The repository developed for Chronicling America is based on the Open Archive Information System (OAIS) Reference Model for preservation repository architecture and supported by a variety of modular components to enable long-term sustainability of data ingestion, archival management and data dissemination. For more information, see or contact [email protected].

The Library of Congress believes that the newspapers in Chronicling America are in the public domain or have no known copyright restrictions. Newspapers published in the United States more than 95 years ago are in the public domain in their entirety. Any newspapers in Chronicling America that were published less than 95 years ago are also believed to be in the public domain, but may contain some copyrighted third party materials. Researchers using newspapers published less than 95 years ago should be alert for modern content (for example, registered and renewed for copyright and published with notice) that may be copyrighted. Responsibility for making an independent legal assessment of an item and securing any necessary permissions ultimately rests with persons desiring to use the item.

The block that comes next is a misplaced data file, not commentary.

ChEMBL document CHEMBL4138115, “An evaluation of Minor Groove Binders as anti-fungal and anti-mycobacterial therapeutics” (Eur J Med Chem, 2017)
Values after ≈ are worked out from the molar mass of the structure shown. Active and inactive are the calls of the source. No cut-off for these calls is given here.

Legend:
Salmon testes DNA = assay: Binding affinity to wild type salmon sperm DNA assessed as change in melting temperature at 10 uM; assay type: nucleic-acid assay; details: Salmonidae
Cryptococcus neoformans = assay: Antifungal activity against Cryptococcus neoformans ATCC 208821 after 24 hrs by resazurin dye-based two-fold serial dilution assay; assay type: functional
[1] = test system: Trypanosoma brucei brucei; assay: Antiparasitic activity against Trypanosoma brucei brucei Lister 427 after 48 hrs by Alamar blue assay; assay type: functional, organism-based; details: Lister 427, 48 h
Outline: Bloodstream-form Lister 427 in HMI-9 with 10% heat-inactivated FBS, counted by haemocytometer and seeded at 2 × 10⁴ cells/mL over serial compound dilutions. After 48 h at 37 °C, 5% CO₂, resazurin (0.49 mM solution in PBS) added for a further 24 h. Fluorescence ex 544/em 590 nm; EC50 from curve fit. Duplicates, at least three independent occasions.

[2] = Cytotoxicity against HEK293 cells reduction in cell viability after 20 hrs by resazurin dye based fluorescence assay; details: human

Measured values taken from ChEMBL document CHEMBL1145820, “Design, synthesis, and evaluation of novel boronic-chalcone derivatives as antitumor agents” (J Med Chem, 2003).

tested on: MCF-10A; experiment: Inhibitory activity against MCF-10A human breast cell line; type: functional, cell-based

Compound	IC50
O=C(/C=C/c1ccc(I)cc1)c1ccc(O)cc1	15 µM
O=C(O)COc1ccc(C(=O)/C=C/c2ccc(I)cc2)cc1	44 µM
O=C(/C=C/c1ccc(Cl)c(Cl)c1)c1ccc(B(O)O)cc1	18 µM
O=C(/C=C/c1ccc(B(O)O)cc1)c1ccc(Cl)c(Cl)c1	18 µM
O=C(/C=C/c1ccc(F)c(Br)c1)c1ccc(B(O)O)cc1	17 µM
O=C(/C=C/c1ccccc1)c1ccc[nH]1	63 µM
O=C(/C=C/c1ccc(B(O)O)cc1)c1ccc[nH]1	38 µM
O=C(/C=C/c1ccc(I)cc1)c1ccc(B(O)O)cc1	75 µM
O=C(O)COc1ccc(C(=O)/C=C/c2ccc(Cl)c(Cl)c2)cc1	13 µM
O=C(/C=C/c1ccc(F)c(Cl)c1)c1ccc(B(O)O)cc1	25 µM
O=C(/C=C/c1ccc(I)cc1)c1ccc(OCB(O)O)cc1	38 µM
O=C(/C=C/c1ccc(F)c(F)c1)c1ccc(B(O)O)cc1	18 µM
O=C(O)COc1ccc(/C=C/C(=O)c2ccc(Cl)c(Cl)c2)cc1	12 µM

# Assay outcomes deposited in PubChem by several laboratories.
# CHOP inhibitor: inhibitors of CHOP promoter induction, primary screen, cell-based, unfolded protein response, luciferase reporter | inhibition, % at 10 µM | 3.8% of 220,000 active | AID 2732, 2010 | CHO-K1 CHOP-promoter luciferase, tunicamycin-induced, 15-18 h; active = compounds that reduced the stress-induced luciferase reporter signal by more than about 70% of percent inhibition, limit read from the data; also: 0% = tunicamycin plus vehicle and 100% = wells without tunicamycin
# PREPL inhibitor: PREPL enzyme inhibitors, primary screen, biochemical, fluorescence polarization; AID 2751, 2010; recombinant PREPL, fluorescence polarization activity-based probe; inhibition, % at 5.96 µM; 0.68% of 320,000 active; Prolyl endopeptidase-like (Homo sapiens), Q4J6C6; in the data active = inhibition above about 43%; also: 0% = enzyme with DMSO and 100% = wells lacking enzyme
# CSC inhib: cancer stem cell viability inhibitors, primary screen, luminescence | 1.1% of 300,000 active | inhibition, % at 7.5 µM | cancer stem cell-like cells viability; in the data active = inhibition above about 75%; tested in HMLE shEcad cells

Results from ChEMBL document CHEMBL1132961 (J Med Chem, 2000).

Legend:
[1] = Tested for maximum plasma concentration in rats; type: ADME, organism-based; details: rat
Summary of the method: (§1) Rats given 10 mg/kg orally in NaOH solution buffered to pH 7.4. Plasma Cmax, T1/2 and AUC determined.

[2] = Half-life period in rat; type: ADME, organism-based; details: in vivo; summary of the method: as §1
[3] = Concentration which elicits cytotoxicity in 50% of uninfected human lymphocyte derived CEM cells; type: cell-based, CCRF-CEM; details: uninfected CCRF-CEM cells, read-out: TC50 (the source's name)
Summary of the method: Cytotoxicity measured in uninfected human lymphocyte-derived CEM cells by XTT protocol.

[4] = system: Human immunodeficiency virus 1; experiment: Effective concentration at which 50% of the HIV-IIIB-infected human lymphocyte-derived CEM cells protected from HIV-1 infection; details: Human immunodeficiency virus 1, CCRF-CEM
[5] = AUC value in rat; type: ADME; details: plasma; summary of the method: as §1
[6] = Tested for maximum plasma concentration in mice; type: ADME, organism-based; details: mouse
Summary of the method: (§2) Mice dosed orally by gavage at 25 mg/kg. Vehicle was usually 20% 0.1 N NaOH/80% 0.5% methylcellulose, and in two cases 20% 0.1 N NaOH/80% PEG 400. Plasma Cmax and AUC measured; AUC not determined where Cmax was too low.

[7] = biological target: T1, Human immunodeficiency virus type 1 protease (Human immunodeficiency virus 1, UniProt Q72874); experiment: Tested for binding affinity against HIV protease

The NEH awardee responsible for producing each digital object is presented in the Chronicling America page display, below the page image – e.g. Image produced by the Library of Congress. For more information on current NDNP awardees, see

For more information on Library of Congress policies and disclaimers regarding rights and reproductions, see